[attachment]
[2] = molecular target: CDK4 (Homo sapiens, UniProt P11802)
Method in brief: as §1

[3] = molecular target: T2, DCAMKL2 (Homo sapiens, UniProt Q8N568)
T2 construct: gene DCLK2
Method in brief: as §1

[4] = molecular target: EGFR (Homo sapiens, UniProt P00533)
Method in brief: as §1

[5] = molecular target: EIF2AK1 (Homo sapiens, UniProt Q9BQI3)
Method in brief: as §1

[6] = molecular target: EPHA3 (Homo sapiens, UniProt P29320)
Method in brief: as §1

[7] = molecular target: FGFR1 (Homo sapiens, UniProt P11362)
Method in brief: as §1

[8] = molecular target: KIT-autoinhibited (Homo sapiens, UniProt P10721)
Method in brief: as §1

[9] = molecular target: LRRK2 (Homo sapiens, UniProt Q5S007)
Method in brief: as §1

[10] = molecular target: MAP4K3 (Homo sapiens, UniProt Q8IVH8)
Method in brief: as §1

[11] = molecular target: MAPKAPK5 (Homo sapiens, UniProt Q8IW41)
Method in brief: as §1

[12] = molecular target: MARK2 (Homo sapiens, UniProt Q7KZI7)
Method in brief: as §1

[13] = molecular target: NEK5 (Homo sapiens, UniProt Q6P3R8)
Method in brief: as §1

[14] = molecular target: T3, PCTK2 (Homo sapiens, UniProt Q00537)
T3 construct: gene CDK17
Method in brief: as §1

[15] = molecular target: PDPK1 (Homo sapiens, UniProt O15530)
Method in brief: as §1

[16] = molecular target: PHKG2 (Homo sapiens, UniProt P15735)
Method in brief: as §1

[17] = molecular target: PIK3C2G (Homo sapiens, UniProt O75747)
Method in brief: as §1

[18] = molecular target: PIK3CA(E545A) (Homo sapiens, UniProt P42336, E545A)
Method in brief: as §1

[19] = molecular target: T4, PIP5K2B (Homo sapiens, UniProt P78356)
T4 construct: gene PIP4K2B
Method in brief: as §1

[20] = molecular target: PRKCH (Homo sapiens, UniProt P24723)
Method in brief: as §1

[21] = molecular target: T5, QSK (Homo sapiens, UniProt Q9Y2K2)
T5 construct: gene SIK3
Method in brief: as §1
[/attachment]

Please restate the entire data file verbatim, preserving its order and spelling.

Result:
[2] = molecular target: CDK4 (Homo sapiens, UniProt P11802)
Method in brief: as §1

[3] = molecular target: T2, DCAMKL2 (Homo sapiens, UniProt Q8N568)
T2 construct: gene DCLK2
Method in brief: as §1

[4] = molecular target: EGFR (Homo sapiens, UniProt P00533)
Method in brief: as §1

[5] = molecular target: EIF2AK1 (Homo sapiens, UniProt Q9BQI3)
Method in brief: as §1

[6] = molecular target: EPHA3 (Homo sapiens, UniProt P29320)
Method in brief: as §1

[7] = molecular target: FGFR1 (Homo sapiens, UniProt P11362)
Method in brief: as §1

[8] = molecular target: KIT-autoinhibited (Homo sapiens, UniProt P10721)
Method in brief: as §1

[9] = molecular target: LRRK2 (Homo sapiens, UniProt Q5S007)
Method in brief: as §1

[10] = molecular target: MAP4K3 (Homo sapiens, UniProt Q8IVH8)
Method in brief: as §1

[11] = molecular target: MAPKAPK5 (Homo sapiens, UniProt Q8IW41)
Method in brief: as §1

[12] = molecular target: MARK2 (Homo sapiens, UniProt Q7KZI7)
Method in brief: as §1

[13] = molecular target: NEK5 (Homo sapiens, UniProt Q6P3R8)
Method in brief: as §1

[14] = molecular target: T3, PCTK2 (Homo sapiens, UniProt Q00537)
T3 construct: gene CDK17
Method in brief: as §1

[15] = molecular target: PDPK1 (Homo sapiens, UniProt O15530)
Method in brief: as §1

[16] = molecular target: PHKG2 (Homo sapiens, UniProt P15735)
Method in brief: as §1

[17] = molecular target: PIK3C2G (Homo sapiens, UniProt O75747)
Method in brief: as §1

[18] = molecular target: PIK3CA(E545A) (Homo sapiens, UniProt P42336, E545A)
Method in brief: as §1

[19] = molecular target: T4, PIP5K2B (Homo sapiens, UniProt P78356)
T4 construct: gene PIP4K2B
Method in brief: as §1

[20] = molecular target: PRKCH (Homo sapiens, UniProt P24723)
Method in brief: as §1

[21] = molecular target: T5, QSK (Homo sapiens, UniProt Q9Y2K2)
T5 construct: gene SIK3
Method in brief: as §1